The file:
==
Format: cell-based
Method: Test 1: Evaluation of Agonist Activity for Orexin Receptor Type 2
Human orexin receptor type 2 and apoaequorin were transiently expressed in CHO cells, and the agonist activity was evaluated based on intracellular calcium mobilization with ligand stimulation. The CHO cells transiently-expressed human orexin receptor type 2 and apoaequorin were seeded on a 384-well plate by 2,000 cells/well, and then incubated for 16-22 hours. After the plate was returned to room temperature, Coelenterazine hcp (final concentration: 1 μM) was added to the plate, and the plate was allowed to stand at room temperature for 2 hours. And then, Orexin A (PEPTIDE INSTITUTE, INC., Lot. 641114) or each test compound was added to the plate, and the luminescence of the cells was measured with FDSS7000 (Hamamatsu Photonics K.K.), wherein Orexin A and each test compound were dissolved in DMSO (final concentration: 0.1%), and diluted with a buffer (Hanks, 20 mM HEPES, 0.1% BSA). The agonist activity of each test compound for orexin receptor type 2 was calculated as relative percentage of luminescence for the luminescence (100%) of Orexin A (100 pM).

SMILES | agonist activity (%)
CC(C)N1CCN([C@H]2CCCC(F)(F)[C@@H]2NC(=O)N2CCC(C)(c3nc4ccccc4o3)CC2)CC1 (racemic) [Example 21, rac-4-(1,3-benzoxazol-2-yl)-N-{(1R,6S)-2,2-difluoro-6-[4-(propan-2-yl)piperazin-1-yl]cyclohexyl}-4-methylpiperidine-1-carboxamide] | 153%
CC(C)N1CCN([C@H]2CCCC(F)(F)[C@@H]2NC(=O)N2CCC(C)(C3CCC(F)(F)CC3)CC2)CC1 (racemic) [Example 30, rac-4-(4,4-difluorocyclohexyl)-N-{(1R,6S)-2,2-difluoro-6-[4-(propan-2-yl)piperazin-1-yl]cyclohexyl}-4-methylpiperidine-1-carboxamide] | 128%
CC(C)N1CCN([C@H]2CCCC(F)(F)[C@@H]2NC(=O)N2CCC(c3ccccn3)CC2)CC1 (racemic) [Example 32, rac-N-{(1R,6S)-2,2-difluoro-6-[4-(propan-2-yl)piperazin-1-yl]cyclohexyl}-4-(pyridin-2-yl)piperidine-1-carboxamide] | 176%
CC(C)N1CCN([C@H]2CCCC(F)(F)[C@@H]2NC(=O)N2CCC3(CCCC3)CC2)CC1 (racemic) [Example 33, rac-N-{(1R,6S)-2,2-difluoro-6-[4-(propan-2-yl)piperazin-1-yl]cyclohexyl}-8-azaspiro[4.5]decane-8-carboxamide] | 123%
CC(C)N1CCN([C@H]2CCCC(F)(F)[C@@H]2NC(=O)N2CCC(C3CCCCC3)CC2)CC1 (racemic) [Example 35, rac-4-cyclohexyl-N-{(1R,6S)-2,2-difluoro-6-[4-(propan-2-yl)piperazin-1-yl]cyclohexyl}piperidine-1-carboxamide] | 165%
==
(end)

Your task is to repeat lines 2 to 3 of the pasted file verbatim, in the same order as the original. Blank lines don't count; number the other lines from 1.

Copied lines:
Method: Test 1: Evaluation of Agonist Activity for Orexin Receptor Type 2
Human orexin receptor type 2 and apoaequorin were transiently expressed in CHO cells, and the agonist activity was evaluated based on intracellular calcium mobilization with ligand stimulation. The CHO cells transiently-expressed human orexin receptor type 2 and apoaequorin were seeded on a 384-well plate by 2,000 cells/well, and then incubated for 16-22 hours. After the plate was returned to room temperature, Coelenterazine hcp (final concentration: 1 μM) was added to the plate, and the plate was allowed to stand at room temperature for 2 hours. And then, Orexin A (PEPTIDE INSTITUTE, INC., Lot. 641114) or each test compound was added to the plate, and the luminescence of the cells was measured with FDSS7000 (Hamamatsu Photonics K.K.), wherein Orexin A and each test compound were dissolved in DMSO (final concentration: 0.1%), and diluted with a buffer (Hanks, 20 mM HEPES, 0.1% BSA). The agonist activity of each test compound for orexin receptor type 2 was calculated as relative percentage of luminescence for the luminescence (100%) of Orexin A (100 pM).